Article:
• A Drug Dosage Table is a Useful Tool to Facilitate Prescriptions of Antiretroviral Drugs for Children in Thailand.

      Ponnet, M; Frederix, K; Petdachai, W; Wilson, D; Eksaengsri, A; Zachariah, R; Médecins Sans Frontières, Bangkok, Thailand. (2005-06)
      Scaling up of antiretroviral treatment (ART) for children in countries like Thailand will require decentralization and management by non-specialist doctors. We describe (a) the formulation of a standardized drug dosage table to facilitate antiretroviral drug (ARV) prescriptions for children, (b) the acceptability of such a table among doctors and (c) the safety and efficacy of drug doses in the table. Acceptability was assessed using a questionnaire. Safety and efficacy were assessed on the basis of incidence of adverse effects and virological response to treatment, respectively. Of all doctors (n=18), 17 (94%) found that the table was practical to use, avoided miscalculations and made them more confident with prescriptions. Of 49 children prescribed ARVs, less than 5% had adverse side-effects. All ARV-naïve children achieved undetectable viral loads within six months of ART. In our setting, a standardized drug dosage table provided a simple and reliable tool that facilitated ARV prescriptions for children.
    • Acceptability and technical problems of the female condom amongst commercial sex workers in a rural district of Malawi.

      Zachariah, R; Harries, A D; Buhendwa, L; Spielmann, M P; Chantulo, A; Bakali, E; Médecins Sans Frontières - Luxembourg, Thyolo district, Thyolo, Malawi. zachariah@internet.lu (2003-10)
      A study was conducted among commercial sex workers (CSWs) in rural southern Malawi, in order to (a) assess the acceptability of the female condom and (b) identify common technical problems and discomforts associated with its use. There were 88 CSWs who were entered into the study with a total of 272 female condom utilizations. Eighty-six (98%) were satisfied with the female condom, 80% preferred it to the male condom and 92% were ready to use the device routinely. Of all the utilizations, the most common technical problem was reuse of the device with consecutive clients, 6% after having washed it, and 2% without any washing or rinsing. The most common discomfort that were reported included too much lubrication (32%), device being too large (16%), and noise during sex (11%). This study would be useful in preparing the introduction of the female condom within known commercial sex establishments in Malawi.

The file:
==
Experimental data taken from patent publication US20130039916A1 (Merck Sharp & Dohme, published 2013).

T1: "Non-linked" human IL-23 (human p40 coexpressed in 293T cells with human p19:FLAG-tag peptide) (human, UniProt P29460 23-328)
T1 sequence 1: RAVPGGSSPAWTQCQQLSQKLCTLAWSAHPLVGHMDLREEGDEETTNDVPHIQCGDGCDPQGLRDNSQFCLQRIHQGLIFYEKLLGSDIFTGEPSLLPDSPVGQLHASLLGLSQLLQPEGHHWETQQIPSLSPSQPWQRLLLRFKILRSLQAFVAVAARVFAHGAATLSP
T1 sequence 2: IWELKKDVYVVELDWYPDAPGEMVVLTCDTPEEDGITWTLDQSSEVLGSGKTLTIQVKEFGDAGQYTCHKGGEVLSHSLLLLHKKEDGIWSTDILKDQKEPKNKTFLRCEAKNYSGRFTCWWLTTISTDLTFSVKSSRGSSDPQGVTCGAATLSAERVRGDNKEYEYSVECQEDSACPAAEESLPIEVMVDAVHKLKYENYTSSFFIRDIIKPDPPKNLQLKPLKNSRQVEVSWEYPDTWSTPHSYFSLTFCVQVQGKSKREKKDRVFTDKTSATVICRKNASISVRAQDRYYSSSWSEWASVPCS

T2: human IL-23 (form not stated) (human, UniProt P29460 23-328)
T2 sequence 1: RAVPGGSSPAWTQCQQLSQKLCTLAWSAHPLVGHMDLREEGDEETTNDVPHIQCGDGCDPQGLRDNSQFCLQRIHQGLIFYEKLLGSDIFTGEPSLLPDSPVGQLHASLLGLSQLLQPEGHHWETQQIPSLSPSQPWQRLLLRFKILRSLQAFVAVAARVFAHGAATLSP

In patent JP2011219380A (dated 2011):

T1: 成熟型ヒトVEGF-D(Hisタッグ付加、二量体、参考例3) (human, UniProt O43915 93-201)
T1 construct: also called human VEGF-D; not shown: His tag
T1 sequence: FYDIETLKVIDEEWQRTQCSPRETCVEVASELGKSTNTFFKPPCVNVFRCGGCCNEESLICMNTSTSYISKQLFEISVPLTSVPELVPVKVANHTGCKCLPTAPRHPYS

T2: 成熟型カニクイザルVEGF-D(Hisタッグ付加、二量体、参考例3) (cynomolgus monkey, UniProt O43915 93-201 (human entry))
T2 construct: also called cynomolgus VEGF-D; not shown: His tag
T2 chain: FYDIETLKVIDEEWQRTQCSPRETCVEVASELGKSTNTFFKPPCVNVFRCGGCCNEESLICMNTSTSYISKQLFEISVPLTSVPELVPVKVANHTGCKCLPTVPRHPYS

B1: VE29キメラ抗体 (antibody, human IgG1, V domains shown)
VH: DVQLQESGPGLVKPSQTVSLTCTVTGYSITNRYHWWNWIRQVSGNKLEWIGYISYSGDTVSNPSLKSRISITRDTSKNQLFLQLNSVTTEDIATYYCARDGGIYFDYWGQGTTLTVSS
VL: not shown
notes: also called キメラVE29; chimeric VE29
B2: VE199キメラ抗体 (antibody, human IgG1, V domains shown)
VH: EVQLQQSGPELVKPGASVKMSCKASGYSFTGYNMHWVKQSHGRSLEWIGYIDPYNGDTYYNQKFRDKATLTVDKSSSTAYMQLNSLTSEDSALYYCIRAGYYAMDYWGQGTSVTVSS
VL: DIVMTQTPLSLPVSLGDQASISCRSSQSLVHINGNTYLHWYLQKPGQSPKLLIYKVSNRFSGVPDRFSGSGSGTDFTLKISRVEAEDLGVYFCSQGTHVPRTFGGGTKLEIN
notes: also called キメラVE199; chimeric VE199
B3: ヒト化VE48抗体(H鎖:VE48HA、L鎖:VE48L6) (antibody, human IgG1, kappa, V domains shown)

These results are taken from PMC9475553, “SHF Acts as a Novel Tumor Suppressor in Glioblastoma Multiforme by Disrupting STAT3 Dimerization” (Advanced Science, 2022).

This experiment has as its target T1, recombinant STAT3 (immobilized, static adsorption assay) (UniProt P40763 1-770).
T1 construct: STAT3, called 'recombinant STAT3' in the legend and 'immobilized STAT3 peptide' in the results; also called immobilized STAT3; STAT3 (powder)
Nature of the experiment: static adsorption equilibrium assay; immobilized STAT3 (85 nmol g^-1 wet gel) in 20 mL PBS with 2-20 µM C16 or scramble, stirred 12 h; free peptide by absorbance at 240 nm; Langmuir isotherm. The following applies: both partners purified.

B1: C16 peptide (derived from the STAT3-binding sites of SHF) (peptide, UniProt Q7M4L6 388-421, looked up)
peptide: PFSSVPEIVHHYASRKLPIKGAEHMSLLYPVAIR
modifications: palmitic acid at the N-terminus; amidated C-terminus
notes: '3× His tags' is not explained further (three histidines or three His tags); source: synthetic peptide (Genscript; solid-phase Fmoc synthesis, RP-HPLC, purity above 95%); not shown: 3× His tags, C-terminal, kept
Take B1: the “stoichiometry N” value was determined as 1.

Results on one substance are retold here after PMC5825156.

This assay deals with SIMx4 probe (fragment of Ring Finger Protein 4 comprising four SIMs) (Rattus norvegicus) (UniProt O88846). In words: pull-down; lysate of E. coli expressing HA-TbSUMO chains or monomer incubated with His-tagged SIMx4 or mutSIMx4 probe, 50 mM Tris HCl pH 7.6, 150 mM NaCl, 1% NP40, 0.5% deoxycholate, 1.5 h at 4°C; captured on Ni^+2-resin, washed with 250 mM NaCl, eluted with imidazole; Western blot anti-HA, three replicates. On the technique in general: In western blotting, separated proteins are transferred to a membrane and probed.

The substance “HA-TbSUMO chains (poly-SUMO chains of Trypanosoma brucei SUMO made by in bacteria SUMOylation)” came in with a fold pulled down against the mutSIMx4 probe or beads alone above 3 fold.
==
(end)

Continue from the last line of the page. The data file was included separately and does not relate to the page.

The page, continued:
• Acceptance of anti-retroviral therapy among patients infected with HIV and tuberculosis in rural Malawi is low and associated with cost of transport.

      Zachariah, R; Harries, A D; Manzi, M; Gomani, P; Teck, R; Philips, M; Firmenich, P; Medecins sans Frontieres, Medical Department (Operational Research), Brussels Operational Center, Brussels, Belgium. zachariah@internet.lu (Public Library of Science, 2006)
      BACKGROUND: A study was conducted among newly registered HIV-positive tuberculosis (TB) patients systematically offered anti-retroviral treatment (ART) in a district hospital in rural Malawi in order to a) determine the acceptance of ART b) conduct a geographic mapping of those placed on ART and c) examine the association between "cost of transport" and ART acceptance. METHODOLOGY/PRINCIPAL FINDINGS: A retrospective cross-sectional analysis was performed on routine program data for the period of February 2003 to July 2004. Standardized registers and patient cards were used to gather data. The place of residence was used to determine road distances to the Thyolo district hospital. Cost of transport from different parts of the district was based on the known cost for public transport to the road-stop closest to the patient's residence. Of 1,290 newly registered TB patients, 1,003(78%) underwent HIV-testing of whom 770 (77%) were HIV-positive. 742 of these individuals (pulmonary TB = 607; extra-pulmonary TB = 135) were considered eligible for ART of whom only 101(13.6%) accepted ART. Cost of transport to the hospital ART site was significantly associated with ART acceptance and there was a linear trend in association between cost and ART acceptance (chi(2) for trend = 25.4, P<0.001). Individuals who had to pay 50 Malawi Kwacha (1 United States Dollar = 100 Malawi Kwacha, MW) or less for a one-way trip to the Thyolo hospital were four times more likely to accept ART than those who had to pay over 100 MW (Adjusted Odds ratio = 4.0, 95% confidence interval: 2.0-8.1, P<0.001). CONCLUSIONS/SIGNIFICANCE: ART acceptance among TB patients in a rural district in Malawi is low and associated with cost of transport to the centralized hospital based ART site. Decentralizing the ART offer from the hospital to health centers that are closer to home communities would be an essential step towards reducing the overall cost and burden of travel.